StripedFly: Unmasking the Cryptocurrency Miner with a Hidden Agenda

Cryptocurrency mining malware is nothing new in the world of cybersecurity. These stealthy parasites often infiltrate systems and steal computing power for profit. But what if we told you that behind the façade of a run-of-the-mill cryptocurrency miner lies a highly sophisticated and enigmatic malware known as StripedFly? Let’s unveil the mysteries of StripedFly, a malware that has successfully flown under the radar for years, thanks to its intricate modular framework, its use of the TOR network, and its unique propagation patterns. We will delve into how StripedFly started, its intricate infection methods, its persistence mechanisms, and its modular structure, including the Monero cryptocurrency mining module.

The Deceptive Beginning StripedFly

StripedFly was discovered in 2022, initially mistaken for a run-of-the-mill cryptocurrency miner. However, further analysis uncovered a complex and deceptive malware with a hidden agenda. Its infection begins within the WININIT.EXE process, allowing it to download binary files and execute PowerShell scripts. Its use of a custom SMBv1 exploit similar to EternalBlue was a key discovery. StripedFly employs various methods to maintain persistence, adapting to the availability of the PowerShell interpreter and the privileges granted to the process. It registers itself in the system’s registry and hidden directories, ensuring it remains active.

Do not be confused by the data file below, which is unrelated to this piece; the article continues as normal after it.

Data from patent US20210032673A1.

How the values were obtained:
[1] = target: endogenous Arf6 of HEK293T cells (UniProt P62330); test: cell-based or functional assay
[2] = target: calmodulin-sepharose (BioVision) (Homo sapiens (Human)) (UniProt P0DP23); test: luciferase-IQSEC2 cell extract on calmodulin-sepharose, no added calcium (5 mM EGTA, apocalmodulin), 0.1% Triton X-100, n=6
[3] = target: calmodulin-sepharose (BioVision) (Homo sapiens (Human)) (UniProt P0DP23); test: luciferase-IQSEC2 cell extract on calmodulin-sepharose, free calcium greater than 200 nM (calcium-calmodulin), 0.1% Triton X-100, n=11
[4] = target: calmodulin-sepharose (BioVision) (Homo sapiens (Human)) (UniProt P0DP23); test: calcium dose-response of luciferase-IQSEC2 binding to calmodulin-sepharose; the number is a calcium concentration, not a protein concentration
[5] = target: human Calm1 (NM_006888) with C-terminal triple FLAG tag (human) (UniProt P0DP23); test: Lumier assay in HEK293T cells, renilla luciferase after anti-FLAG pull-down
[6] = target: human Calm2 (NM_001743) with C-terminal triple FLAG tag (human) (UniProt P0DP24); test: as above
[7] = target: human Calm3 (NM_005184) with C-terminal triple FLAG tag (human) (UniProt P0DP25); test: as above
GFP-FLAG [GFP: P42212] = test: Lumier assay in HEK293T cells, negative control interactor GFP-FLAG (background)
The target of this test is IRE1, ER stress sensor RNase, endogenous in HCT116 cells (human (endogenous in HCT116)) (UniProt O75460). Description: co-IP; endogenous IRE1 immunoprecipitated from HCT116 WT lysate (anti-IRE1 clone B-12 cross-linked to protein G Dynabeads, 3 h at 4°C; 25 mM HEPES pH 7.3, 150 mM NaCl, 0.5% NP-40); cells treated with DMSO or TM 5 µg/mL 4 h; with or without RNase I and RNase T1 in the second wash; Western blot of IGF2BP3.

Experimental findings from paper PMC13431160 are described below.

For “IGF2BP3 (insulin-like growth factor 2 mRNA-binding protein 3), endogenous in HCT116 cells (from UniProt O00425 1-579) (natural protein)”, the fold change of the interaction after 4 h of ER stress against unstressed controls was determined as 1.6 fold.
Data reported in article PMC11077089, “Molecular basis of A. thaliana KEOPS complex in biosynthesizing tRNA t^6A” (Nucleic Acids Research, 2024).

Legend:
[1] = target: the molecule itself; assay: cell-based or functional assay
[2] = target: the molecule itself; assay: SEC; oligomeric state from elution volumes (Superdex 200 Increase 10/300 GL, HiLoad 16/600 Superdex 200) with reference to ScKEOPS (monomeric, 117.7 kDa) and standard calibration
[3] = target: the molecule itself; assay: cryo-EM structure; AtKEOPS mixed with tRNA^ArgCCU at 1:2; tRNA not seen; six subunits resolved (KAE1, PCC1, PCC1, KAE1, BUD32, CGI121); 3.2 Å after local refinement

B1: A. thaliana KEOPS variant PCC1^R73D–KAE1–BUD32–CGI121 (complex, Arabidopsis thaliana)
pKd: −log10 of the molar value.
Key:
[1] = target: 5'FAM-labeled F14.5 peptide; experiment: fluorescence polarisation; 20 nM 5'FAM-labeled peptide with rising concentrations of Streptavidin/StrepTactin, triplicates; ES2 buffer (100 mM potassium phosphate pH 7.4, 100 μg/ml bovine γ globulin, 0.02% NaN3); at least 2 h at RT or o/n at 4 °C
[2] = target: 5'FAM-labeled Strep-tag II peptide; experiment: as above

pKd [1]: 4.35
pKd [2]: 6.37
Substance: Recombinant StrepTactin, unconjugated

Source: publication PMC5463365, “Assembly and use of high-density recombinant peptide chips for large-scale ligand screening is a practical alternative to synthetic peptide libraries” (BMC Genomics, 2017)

To minimize its footprint, StripedFly stores elements in encrypted and compressed custom binary archives hosted on legitimate websites. These archives masquerade as firmware binaries for “m100” devices, concealed within a Bitbucket repository created in 2018. Its command and control (C2) server resides within the TOR network. The malware communicates with the C2 server through a unique and lightweight TOR client, maintaining its stealth.

StripedFly
Infection flow on Windows

The Modular Structure of StripedFly

StripedFly’s modular structure distinguishes it as an advanced threat. It comprises service modules and functionality modules, each assigned specific tasks.

Service Modules:

  • Configuration Storage: Securely holds malware configurations, with variations for Windows and Linux versions.
  • Upgrade/Uninstall: Manages updates and uninstallation procedures.
  • Reverse Proxy: Grants remote access to the victim’s network for executing actions on their behalf.

Functionality Modules:

  • Miscellaneous Command Handler: Offers various commands to interact with the victim’s system, capture screenshots, retrieve system information, and execute shellcode.
  • Credential Harvester: Collects sensitive data, including website login credentials, autofill information, and credentials from popular software clients.
  • Repeatable Tasks: Executes specific tasks, such as taking screenshots, running processes, and recording microphone input.
  • Recon Module: Gathers extensive system information and transmits it to the C2 server.
  • SMBv1 and SSH Infectors: Dedicated modules for penetrating systems using custom exploits.

Mining Module and Indicators of Compromise

StripedFly includes a Monero mining module, operating in a separate process. It camouflages itself as a legitimate Chrome executable, effectively evading detection.

There are various indicators that reflect the compromise some of them are C2 servers, URLs, and file hashes.

StripedFly is a complex and enigmatic malware that has successfully evaded detection for years. Its true purpose remains a mystery, as it combines advanced functionality with a focus on Monero mining. While motives are unclear, StripedFly highlights the need for vigilance and robust security practices in combating advanced cyber threats.

For more news and updates on Cybersecurity, visit The Cybersecurity Club.

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